[SlingBox Personal Broadcaster]
[Samsung HP-P5091]
[Onkyo TX-NR1000]
[HP x5400]
[Sony DAV-LF1]

Going wireless may be the height of technological hipness, but beaming audio and video signals around the house has yet to be embraced by anyone other than early adopters. Piping video room to room requires a high-speed Wi-Fi connection–802.11g or, preferably, 802.11a–when a lot of folks still haven’t gotten cozy with lower-speed 802.11b. If you’re itching to trade your plugs and jacks for airborne megabits, here’s the best setup available, circa now.

The Media Server [SlingBox Personal Broadcaster]
By early next year you’ll be able to log on to the Internet at a wireless hotspot, via laptop or PDA, and watch video from anything connected to your home TV, claims California-based Sling Media. Full-motion cellphone video will follow 3G networks, such as AT&T’s UMTS, which is already being tested in four cities. $200,

The Display [Samsung HP-P5091]
There’s something almost magical about a wall-hung plasma screen–until the bundle of dangling cables spoils the illusion. This 50-inch high-def plasma set connects wirelessly (via 802.11a) with a separate media box that houses digital and analog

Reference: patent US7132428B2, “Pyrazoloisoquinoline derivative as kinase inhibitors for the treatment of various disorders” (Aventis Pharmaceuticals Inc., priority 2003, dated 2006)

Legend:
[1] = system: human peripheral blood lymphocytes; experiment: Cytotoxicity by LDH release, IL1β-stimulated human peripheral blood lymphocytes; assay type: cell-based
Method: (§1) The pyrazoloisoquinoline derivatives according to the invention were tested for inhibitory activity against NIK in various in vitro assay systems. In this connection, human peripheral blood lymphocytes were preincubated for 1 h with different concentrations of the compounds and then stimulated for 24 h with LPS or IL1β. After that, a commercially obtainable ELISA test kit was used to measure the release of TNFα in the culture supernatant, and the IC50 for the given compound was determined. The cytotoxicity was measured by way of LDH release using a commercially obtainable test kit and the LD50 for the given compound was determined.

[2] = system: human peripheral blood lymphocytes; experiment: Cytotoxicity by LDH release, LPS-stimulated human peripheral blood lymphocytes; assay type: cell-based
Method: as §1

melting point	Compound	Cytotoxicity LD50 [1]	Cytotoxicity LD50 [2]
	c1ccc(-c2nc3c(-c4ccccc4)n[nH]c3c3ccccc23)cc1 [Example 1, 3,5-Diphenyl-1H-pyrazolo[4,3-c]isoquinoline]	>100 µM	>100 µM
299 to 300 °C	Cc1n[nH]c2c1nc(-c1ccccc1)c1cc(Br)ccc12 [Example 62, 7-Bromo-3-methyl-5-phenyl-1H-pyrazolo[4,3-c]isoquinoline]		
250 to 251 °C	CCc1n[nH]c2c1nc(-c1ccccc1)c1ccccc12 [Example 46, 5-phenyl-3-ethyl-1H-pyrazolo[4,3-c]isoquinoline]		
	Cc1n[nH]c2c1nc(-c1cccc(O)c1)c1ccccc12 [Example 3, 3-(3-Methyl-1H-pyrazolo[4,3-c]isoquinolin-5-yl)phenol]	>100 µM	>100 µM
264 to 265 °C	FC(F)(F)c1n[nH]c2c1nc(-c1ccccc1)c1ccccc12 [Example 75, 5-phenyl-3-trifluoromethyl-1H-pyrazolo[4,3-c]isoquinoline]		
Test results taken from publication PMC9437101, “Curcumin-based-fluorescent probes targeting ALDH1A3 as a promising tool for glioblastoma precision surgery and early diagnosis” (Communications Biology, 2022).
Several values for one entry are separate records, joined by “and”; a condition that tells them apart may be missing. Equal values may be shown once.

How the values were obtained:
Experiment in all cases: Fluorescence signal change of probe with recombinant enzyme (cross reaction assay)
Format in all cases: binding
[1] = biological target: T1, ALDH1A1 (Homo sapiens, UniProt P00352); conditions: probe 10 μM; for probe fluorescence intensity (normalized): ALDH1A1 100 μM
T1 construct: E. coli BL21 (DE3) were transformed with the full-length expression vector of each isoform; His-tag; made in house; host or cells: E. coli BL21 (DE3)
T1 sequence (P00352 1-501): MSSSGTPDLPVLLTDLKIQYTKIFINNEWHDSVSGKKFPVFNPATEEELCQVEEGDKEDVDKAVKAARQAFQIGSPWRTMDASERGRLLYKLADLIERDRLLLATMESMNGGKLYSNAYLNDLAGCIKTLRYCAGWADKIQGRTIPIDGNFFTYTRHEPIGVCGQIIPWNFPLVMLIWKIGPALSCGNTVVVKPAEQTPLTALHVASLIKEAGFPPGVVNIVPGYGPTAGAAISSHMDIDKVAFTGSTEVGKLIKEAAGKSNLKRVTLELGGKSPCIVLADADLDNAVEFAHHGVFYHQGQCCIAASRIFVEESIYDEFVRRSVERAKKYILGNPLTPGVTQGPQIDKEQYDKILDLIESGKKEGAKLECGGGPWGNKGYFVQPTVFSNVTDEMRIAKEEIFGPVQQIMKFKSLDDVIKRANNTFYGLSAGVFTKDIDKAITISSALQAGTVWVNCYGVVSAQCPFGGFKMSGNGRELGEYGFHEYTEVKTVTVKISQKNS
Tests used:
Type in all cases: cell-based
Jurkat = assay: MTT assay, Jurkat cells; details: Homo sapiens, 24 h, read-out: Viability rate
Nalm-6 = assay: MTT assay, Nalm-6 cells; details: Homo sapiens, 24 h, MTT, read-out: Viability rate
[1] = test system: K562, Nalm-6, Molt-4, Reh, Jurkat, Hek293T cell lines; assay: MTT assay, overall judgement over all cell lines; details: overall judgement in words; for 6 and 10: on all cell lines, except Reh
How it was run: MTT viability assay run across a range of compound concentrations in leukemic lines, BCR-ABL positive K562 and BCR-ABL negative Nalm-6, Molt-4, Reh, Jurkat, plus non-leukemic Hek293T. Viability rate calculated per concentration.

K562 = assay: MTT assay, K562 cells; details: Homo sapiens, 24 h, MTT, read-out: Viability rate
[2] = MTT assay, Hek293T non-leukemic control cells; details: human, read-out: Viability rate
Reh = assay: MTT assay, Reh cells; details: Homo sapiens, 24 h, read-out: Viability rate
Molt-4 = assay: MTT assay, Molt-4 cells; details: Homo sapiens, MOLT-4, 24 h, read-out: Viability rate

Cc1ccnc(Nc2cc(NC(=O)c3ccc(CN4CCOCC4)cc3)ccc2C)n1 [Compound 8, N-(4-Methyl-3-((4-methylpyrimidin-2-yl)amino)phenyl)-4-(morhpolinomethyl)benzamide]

TV tuners. $13,000,

The Receiver [Onkyo TX-NR1000]
Taking its lead from the computer industry, Onkyo this month introduced an audio/video/network receiver loaded with expansion cards for adding new features–effectively future-proofing your investment. One card provides Ethernet access to songs on a networked PC, plus Internet radio stations. Wireless cards are sure to come; for now you can add an Ethernet-to-Wi-Fi adapter for less than $100. $4,000,

The PC Bridge [HP x5400]
Owners of Windows Media Center PCs can now wirelessly distribute their music and photos, as well as live and recorded TV programs, to other rooms through Media Center Extender devices. The HP x5400
is one of the first to be announced, providing easy-to-use, remote-control multimedia access on any TV screen. $300,

The Speakers [Sony DAV-LF1]
Sony’s new home theater in a box delivers rich, uncompressed audio to the wireless rear speakers. It uses high-bandwidth infrared, which hasn’t been done before because that frequency requires line of sight. To get around this, Sony’s system has a redundant IR receiver so that the audio stream won’t be broken, even when you get up for a snack. $2,000,

House of Today

Sony DAV-LF1

House of Today

Onkyo TX-NR1000

House of Today

Samsung HP-P5091

House of Today

SlingBox Personal Broadcaster

House of Today

HP x5400